Mentoring for Youth with Backgrounds of Involvement in Commercial Sex Activity

National Mentoring Resource Center Population Review

Author: David L DuBois and Jennifer K. Felner

Published January 2016

Abstract   PDF 


Published in Children's Justice Act

Grandparents, Grandchildren, and Caregiving: The Impacts of America's Substance Use Crisis

American Society On Aging - October 08, 2018

The growing impact of the opioid crisis is becoming increasingly evident. In a recent sur­vey of programs across the United States that primarily serve grandparents and other rela­tives raising children (known as grandfamilies), nearly all reported serving families impacted by parental substance use.


American's Children in Brief - Key National Indicators of Well-Being 2018

This year’s America’s Children in Brief: Key National Indicators of Well-Being continues more than a decade of dedication and collaboration by agencies across the Federal Government to advance our understanding of our Nation’s children and what may be needed to bring them a better tomorrow. We hope you find this report useful. The Forum will be releasing its next full report in 2019. Nancy Potok, Chief Statistician, U.S. Office of Management and Budget Introduction The Federal Interagency Forum on Child and Family Statistics (Forum) was chartered in 1997 by the authority of Executive Order No. 13045. The Forum fosters collaboration among 23 Federal agencies that (1) produce and/or use statistical data on children,1 and (2) seek to improve Federal data on those children.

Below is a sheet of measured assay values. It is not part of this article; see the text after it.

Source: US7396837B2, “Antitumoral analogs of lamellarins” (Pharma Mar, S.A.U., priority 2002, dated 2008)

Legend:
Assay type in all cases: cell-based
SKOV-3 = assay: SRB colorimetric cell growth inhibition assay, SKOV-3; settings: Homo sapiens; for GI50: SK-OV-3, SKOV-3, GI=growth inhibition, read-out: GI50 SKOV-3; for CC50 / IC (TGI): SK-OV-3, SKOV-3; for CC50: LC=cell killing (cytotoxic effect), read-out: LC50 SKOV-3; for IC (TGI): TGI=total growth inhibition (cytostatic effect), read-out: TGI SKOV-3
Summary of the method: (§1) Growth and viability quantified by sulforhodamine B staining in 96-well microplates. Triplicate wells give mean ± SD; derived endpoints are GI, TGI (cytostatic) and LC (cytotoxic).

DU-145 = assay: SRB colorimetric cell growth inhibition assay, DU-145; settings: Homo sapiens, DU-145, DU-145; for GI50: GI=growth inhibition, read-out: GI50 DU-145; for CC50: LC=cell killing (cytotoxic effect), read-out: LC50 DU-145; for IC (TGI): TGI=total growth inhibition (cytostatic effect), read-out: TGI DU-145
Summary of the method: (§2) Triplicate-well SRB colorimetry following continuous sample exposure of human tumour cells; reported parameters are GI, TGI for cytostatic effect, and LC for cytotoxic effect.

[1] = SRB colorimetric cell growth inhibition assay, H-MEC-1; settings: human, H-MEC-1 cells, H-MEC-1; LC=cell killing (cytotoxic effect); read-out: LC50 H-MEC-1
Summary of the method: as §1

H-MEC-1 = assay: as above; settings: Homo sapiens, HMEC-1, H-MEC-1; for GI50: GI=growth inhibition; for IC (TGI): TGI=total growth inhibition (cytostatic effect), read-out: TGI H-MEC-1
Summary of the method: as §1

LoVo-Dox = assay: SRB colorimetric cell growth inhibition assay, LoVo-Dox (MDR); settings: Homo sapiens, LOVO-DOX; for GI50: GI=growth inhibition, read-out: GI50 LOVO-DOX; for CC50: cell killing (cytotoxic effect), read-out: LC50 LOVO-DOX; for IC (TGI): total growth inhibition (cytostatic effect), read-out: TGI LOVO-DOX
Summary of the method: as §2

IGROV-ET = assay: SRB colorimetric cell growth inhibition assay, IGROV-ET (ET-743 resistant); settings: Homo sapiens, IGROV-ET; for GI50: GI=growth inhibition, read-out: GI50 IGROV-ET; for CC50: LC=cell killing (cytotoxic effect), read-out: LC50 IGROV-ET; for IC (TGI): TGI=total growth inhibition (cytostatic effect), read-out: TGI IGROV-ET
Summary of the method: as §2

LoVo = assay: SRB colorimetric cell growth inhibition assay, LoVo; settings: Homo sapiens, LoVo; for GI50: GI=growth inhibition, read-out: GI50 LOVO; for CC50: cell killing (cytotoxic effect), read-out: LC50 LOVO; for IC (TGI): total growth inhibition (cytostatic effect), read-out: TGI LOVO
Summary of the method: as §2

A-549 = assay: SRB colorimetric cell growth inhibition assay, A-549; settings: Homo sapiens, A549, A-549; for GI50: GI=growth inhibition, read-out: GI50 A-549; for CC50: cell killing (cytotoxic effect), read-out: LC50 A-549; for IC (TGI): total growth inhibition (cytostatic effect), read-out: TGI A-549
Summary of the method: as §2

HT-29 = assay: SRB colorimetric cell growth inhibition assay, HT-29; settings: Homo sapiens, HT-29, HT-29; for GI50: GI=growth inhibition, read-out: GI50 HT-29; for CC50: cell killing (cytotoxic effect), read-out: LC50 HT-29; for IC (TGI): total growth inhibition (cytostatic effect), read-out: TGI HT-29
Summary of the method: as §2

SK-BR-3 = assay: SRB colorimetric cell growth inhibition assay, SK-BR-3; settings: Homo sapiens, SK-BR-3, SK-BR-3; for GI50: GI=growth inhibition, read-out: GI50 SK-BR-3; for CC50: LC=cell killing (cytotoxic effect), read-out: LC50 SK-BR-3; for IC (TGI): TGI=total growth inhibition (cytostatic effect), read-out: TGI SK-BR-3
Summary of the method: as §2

Each year, the Forum publishes a report on the well-being of children. This series of reports, entitled America’s Children, provides accessible compilations of well-being indicators drawn from the most reliable Federal statistics. A goal of the series is to make Federal data on children available in a nontechnical, easy-to-use format to stimulate discussion among data providers, policymakers, and the public. The Forum alternates publishing a detailed report, America’s Children: Key National Indicators of Well-Being, with a shorter report, America’s Children in Brief. In some years, America’s Children in Brief highlights selected indicators while other editions focus on a particular topic and measures of child well-being not featured in the detailed report.